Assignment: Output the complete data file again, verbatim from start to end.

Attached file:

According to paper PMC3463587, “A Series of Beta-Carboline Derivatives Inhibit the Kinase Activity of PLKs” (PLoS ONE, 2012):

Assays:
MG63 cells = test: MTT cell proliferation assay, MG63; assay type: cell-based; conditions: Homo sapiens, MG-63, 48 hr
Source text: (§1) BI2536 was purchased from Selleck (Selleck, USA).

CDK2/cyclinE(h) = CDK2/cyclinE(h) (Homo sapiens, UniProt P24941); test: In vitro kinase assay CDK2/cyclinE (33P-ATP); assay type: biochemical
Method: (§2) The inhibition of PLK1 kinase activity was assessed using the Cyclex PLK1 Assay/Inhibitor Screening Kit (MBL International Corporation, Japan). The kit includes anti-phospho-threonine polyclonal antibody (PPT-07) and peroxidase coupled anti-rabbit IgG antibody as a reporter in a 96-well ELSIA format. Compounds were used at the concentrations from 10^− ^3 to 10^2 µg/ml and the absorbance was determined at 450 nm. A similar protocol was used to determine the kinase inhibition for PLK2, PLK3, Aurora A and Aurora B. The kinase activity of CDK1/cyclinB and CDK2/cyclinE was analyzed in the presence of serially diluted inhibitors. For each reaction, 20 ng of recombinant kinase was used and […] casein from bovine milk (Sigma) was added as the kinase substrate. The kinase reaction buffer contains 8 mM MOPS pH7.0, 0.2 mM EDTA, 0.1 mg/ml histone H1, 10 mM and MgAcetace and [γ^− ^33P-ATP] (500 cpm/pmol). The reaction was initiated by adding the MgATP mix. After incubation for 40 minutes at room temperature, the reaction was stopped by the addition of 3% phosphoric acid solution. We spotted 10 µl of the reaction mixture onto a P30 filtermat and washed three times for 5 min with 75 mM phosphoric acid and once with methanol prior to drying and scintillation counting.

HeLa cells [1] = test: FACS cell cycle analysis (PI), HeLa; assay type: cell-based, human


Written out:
According to paper PMC3463587, “A Series of Beta-Carboline Derivatives Inhibit the Kinase Activity of PLKs” (PLoS ONE, 2012):

Assays:
MG63 cells = test: MTT cell proliferation assay, MG63; assay type: cell-based; conditions: Homo sapiens, MG-63, 48 hr
Source text: (§1) BI2536 was purchased from Selleck (Selleck, USA).

CDK2/cyclinE(h) = CDK2/cyclinE(h) (Homo sapiens, UniProt P24941); test: In vitro kinase assay CDK2/cyclinE (33P-ATP); assay type: biochemical
Method: (§2) The inhibition of PLK1 kinase activity was assessed using the Cyclex PLK1 Assay/Inhibitor Screening Kit (MBL International Corporation, Japan). The kit includes anti-phospho-threonine polyclonal antibody (PPT-07) and peroxidase coupled anti-rabbit IgG antibody as a reporter in a 96-well ELSIA format. Compounds were used at the concentrations from 10^− ^3 to 10^2 µg/ml and the absorbance was determined at 450 nm. A similar protocol was used to determine the kinase inhibition for PLK2, PLK3, Aurora A and Aurora B. The kinase activity of CDK1/cyclinB and CDK2/cyclinE was analyzed in the presence of serially diluted inhibitors. For each reaction, 20 ng of recombinant kinase was used and […] casein from bovine milk (Sigma) was added as the kinase substrate. The kinase reaction buffer contains 8 mM MOPS pH7.0, 0.2 mM EDTA, 0.1 mg/ml histone H1, 10 mM and MgAcetace and [γ^− ^33P-ATP] (500 cpm/pmol). The reaction was initiated by adding the MgATP mix. After incubation for 40 minutes at room temperature, the reaction was stopped by the addition of 3% phosphoric acid solution. We spotted 10 µl of the reaction mixture onto a P30 filtermat and washed three times for 5 min with 75 mM phosphoric acid and once with methanol prior to drying and scintillation counting.

HeLa cells [1] = test: FACS cell cycle analysis (PI), HeLa; assay type: cell-based, human